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Partisanship in Pennsylvania isn't confined to its congressional map

Partisanship in Pennsylvania isn't confined to its congressional map
Justice Samuel A. Alito Jr. rebuffed a plea by Pennsylvania Republicans to stay a ruling on gerrymandering. (Joe Raedle / Getty Images)

Critics of partisan gerrymandering are rightly celebrating the U.S. Supreme Court's refusal to throw a lifeline to Pennsylvania Republicans trying to preserve a congressional map that gives them an unfair advantage.

On Monday Justice Samuel A. Alito Jr. rejected an emergency request by Republican legislative leaders for a stay of a Jan. 22 Pennsylvania Supreme Court decision striking down a map of congressional districts drawn by the GOP-controlled Legislature. In 2016, that map resulted in a House delegation of 13 Republicans and five Democrats.

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The Republicans' request for a stay was something of a Hail Mary pass, because the Pennsylvania Supreme Court decision was based on the Pennsylvania Constitution. (Considering a challenge brought under the U.S. Constitution, a three-judge federal court on Jan.10 upheld the Pennsylvania map.)

The Republicans argued that the U.S. Constitution was involved because it says that the times, places and manner of congressional elections "shall be prescribed in each state by the Legislature thereof" — not the state supreme court. Alito apparently wasn't impressed.

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The U.S. Supreme Court is expected to rule in its current term on two partisan gerrymandering challenges brought under the U.S. Constitution. Last October, the justices heard oral arguments in a challenge to a Republican-friendly map for the Wisconsin Assembly. On March 28 they will hear arguments in a 1st Amendment-based challenge to a map that allowed Democrats to capture a historically Republican seat in Maryland's congressional delegation.

In 1986 the Supreme Court said that partisan gerrymandering could violate the 14th Amendment's Equal Protection Clause if it intentionally and effectively discriminated against an identifiable political group. But the court in that case didn't find such a violation, and it has never agreed on a clear standard for invalidating partisan gerrymanders. It's possible that the justices will fail again this term to rise to that challenge.

In that event, the Pennsylvania Supreme Court decision offers another avenue for reform: state supreme court decisions interpreting state constitutions to invalidate partisan congressional maps. But, as someone who spent most of his career in Pennsylvania, let me point to a cloud in the silver lining.

In Pennsylvania, Supreme Court justices are chosen in partisan elections. Moreover, under the state constitution, justices have an explicit role in redistricting — not of Congress but of the state Legislature. After every census, a five-member reapportionment commission is formed comprising the majority and minority leaders of the Senate and House and a chairman selected by those four members. If the two Democrats and two Republicans can't agree on a chairman, one is chosen by a majority of the Supreme Court.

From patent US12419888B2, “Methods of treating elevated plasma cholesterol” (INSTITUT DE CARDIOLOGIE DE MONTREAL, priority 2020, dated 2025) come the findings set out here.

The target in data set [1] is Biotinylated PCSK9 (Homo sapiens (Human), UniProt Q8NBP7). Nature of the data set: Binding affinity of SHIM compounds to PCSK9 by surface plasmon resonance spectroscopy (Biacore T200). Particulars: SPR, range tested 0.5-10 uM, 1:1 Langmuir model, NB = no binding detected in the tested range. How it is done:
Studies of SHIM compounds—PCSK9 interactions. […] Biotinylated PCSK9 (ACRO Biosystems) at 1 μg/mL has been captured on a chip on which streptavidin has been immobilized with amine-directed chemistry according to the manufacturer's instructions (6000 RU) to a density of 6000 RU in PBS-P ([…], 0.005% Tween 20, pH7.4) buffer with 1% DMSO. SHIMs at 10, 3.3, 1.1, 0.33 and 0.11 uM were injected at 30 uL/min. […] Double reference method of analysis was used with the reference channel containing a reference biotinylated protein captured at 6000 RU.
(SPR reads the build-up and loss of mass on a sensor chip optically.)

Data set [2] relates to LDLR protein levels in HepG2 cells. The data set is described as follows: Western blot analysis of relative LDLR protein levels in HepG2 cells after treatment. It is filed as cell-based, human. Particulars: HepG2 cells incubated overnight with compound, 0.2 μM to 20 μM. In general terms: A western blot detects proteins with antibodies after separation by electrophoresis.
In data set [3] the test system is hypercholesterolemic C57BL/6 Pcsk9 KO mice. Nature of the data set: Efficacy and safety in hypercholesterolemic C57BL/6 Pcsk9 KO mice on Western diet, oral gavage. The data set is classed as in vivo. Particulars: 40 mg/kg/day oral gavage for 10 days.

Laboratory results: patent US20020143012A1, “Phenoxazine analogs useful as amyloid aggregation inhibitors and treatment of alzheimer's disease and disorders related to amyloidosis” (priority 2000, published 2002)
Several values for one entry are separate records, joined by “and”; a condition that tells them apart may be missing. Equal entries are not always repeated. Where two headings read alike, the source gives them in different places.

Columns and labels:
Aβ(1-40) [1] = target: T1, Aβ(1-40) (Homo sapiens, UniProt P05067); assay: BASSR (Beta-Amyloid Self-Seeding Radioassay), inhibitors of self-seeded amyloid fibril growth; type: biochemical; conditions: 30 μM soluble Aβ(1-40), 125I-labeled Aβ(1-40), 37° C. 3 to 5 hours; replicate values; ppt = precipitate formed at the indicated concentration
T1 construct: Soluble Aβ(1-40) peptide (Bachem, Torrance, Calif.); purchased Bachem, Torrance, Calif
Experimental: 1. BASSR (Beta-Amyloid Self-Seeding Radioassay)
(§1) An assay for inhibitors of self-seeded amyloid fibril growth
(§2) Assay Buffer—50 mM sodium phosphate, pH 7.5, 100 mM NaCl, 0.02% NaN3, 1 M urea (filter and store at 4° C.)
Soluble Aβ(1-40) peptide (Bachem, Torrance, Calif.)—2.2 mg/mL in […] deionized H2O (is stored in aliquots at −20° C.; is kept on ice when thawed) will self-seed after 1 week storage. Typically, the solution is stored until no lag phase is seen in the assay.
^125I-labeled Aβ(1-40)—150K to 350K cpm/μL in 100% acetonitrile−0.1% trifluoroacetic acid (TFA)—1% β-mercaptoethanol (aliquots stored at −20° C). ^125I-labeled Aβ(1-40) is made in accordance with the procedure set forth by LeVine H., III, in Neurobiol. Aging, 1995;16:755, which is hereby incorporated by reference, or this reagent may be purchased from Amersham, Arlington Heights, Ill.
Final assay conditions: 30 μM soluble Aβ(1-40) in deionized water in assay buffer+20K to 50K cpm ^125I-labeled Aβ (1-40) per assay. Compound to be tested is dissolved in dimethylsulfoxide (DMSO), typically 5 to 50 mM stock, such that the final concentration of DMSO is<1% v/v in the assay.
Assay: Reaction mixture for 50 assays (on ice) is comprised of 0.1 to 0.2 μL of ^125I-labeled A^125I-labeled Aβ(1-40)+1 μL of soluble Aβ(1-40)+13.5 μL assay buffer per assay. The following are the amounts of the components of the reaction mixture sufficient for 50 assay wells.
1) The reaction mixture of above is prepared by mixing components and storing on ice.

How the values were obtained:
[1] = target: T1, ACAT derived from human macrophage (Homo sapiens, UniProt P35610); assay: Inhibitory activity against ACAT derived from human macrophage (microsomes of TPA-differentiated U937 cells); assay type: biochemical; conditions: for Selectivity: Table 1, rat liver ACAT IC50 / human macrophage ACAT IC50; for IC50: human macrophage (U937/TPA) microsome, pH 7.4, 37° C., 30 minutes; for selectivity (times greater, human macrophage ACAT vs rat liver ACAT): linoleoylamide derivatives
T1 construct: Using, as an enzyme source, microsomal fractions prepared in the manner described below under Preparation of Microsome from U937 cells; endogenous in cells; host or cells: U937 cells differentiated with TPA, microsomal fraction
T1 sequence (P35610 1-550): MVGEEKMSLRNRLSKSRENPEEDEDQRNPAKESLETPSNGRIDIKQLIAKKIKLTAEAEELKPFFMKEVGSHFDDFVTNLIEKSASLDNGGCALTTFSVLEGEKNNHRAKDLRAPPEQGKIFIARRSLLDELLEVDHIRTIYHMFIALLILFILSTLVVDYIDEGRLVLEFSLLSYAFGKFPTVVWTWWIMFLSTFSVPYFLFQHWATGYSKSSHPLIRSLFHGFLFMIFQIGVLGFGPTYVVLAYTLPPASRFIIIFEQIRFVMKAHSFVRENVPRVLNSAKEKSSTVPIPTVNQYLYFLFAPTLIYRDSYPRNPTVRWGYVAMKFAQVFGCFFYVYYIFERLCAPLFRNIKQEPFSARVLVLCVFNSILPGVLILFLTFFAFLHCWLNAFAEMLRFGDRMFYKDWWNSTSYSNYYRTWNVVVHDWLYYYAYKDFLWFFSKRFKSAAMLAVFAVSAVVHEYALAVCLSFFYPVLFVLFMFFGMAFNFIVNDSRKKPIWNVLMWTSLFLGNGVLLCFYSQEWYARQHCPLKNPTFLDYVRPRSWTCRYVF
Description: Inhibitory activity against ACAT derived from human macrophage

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The possibility that the configuration of state House and Senate districts might depend on which party controls the state Supreme Court looms large in the consciousness of Pennsylvania political strategists, or at least it did when I worked in the state. And if the idea that justices would break down on party lines on a redistricting issue strikes you as far-fetched, you haven't read the ruling that the U.S. Supreme Court on Monday declined to block.

The Pennsylvania Supreme Court's holding that the district lines "clearly, plainly and palpably" violated the Pennsylvania Constitution was 5 to 2. All five justices in the majority were elected as Democrats. Both dissenters were elected as Republicans (although one of the dissenters, Justice Sallie Mundy, had been appointed earlier to a temporary vacancy by Democratic Gov. Tom Wolf to replace a Republican justice who had resigned).

Even if you assume that each of the justices decided this case on his or her view of the law, with no consideration of political implications, the partisan split doesn't exactly inspire public confidence. A map drawn up by Republican legislators to benefit Republicans running for Congress has been thrown out by judges who ran for the Supreme Court as Democrats.

Ending gerrymandering in Pennsylvania is probably worth the cynicism that the partisan division on the court will inspire. But there is another way to end gerrymandering that doesn't depend on a judicial finding that a map violates either the U.S. Constitution or the constitution of a particular state. A state can follow California's example and entrust congressional redistricting to a citizen commission, an approach the Supreme Court upheld in 2015 in an Arizona case.

Gerrymandering is a blot on democracy, but not all solutions have to come in court.

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